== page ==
Pulitzer Prize winning author, Edward O. Wilson in his book, On Human Nature, discusses the idea of man's relationship with the roles in society and its impact on one's "self." Essentially, Wilson contends that the role we assume become a part of our self. The conditioning process has already taken place, so that the role of employee, father and husband becomes a part of our personality. The impact of this notion is that while personality is based on biological considerations, it also largely has environmental and cultural implications. You can't determine where one begins and the other ends because of the interconnectedness. All to often, we believe that who we are is permanently shaped and formed and thus the world needs to accept us for who we are. Wilson's synthesis gives life to the changeability of the personality.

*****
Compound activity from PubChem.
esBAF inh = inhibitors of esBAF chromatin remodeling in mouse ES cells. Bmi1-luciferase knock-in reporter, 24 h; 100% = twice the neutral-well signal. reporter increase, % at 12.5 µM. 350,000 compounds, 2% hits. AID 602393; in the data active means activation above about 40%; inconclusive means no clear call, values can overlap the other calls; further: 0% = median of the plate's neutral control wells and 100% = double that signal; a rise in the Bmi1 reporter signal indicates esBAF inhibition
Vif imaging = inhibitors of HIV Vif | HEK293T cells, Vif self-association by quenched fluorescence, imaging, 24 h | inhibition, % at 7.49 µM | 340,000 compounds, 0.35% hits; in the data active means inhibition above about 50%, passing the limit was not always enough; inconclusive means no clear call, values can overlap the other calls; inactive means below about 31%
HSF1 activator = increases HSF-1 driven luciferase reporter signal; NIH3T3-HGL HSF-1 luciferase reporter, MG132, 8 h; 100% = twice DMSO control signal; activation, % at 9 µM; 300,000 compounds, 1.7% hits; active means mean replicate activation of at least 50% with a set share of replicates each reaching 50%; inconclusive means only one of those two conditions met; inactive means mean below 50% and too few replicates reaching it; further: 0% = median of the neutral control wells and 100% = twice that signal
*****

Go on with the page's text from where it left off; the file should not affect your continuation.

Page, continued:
Consequently, we are what we think we are according to the roles we play. These roles, consciously conceived, can be altered through the shifting of roles coupled with a modification of behavior within this role. The great news is that all that make us human can be altered when it ceases to add value or hinders our growth. Becoming what is necessary to become more charismatic ceases to be inauthentic or fake, but a strategy of transforming into your ideal self to accomplish your objective. This turns self-limiting ideas on its head, because we can now wage a campaign that says that all means of assuming personality traits to attain a goal is not only allowable, it is necessary in a social context for achieving one's aim. If most of what we have become socialized to believe rests on the idea of a genuine and authentic self, it is only true to the extent that we believe in such a thing as an unchanging self. Experience shows us that we are forever evolving, so the questions becomes are we intentionally evolving on our terms or merely evolving based on cultural necessity? If we are doing the latter, we are again allowing societal dictates not only script our subjective reality, but also shape the course of becoming charismatic leaders. If we are to shape our personalities and thus our destinies, we must have a concerted hand in its formation. If everything that gives form to our aspirations is in our grasp, we are the creators of our subjective reality. The roles that we play either adhere to our ideals or accommodate a social desire.